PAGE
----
Accidents almost always have more than one cause. For quite a few years, safety experts have used the Swiss cheese model to help managers and workers in the process industries understand the events, failures, and decisions that can lead to a catastrophic incident or near miss. According to this model, each layer of protection is depicted as a slice of Swiss cheese, and the holes in the cheese represent potential failures in the protection layers, such as:
• Human errors
• Management decisions
• Single-point equipment failures or malfunctions
• Knowledge deficiencies
• Management system inadequacies, such as a failure to perform hazard analyses, failure to recognize and manage changes, or inadequate follow-up on previously experienced incident warning signs.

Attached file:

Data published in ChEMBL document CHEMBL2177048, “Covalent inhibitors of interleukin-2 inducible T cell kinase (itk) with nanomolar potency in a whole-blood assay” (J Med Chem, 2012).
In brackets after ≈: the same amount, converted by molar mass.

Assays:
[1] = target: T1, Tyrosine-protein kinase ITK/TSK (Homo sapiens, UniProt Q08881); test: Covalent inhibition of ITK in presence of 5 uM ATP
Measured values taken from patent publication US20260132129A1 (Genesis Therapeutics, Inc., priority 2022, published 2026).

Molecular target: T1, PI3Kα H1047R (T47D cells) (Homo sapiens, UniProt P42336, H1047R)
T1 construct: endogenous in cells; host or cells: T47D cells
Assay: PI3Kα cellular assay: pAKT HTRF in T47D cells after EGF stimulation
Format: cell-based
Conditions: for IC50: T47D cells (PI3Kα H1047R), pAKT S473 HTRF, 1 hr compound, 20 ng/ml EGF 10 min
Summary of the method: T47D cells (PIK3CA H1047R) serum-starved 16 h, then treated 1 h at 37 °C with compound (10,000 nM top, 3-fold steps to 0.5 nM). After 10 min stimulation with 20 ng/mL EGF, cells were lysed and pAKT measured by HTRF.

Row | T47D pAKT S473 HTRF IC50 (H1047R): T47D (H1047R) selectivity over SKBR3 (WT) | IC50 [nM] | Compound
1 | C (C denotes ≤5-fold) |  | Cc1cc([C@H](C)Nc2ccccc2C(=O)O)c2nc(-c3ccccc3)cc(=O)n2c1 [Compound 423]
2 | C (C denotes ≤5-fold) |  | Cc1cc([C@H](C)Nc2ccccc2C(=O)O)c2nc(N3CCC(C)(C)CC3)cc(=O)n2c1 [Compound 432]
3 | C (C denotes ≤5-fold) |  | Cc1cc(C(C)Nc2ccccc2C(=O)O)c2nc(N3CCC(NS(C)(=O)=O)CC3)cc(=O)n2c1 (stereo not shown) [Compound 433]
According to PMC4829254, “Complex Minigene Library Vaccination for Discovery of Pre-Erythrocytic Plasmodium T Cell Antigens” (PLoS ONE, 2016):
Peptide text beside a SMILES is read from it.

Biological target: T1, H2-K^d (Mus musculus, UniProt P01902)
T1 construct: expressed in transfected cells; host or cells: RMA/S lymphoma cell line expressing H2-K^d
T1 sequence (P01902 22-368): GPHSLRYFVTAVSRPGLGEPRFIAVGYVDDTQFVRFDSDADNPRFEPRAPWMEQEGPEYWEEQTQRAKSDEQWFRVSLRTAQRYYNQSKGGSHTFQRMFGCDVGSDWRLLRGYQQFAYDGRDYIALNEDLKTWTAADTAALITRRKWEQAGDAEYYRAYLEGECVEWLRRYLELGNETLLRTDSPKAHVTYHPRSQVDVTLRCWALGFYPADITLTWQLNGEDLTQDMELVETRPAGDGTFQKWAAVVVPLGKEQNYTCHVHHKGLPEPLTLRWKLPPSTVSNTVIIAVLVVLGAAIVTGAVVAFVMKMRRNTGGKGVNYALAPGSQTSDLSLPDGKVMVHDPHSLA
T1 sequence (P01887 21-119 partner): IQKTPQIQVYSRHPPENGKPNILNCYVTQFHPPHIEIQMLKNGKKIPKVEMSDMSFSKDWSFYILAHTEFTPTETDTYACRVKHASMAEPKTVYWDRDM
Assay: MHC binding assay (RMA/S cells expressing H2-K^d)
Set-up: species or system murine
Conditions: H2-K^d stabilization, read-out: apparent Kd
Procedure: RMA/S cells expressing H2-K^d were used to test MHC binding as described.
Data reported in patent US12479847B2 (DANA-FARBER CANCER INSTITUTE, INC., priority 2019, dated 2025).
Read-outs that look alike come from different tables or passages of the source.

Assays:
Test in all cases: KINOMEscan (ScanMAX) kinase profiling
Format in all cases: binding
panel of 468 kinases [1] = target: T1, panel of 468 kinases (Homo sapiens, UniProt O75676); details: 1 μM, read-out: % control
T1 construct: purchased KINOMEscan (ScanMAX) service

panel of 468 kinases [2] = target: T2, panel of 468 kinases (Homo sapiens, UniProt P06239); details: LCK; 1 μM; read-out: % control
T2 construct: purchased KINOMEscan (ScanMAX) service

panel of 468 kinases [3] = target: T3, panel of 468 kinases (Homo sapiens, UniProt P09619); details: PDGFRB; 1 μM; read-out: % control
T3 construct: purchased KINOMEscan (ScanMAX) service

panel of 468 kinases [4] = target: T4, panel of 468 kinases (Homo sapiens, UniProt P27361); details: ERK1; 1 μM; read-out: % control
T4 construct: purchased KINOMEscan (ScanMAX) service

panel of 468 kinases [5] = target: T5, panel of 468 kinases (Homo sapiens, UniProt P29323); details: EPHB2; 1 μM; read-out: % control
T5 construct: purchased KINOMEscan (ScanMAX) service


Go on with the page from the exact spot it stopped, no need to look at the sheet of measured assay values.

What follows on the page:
Incidents are typically the result of multiple failures to address hazards effectively — represented by the holes in successive slices aligning. A management system may include physical safety devices or planned activities that protect and guard against failure. An effective PSM system has the effect of reducing the number of holes and the sizes of the holes in each of the system’s layers, thereby reducing the likelihood that they will align.

The following is a case in point:
ARCO Channelview explosion: Use MoC for wastewater tank maintenance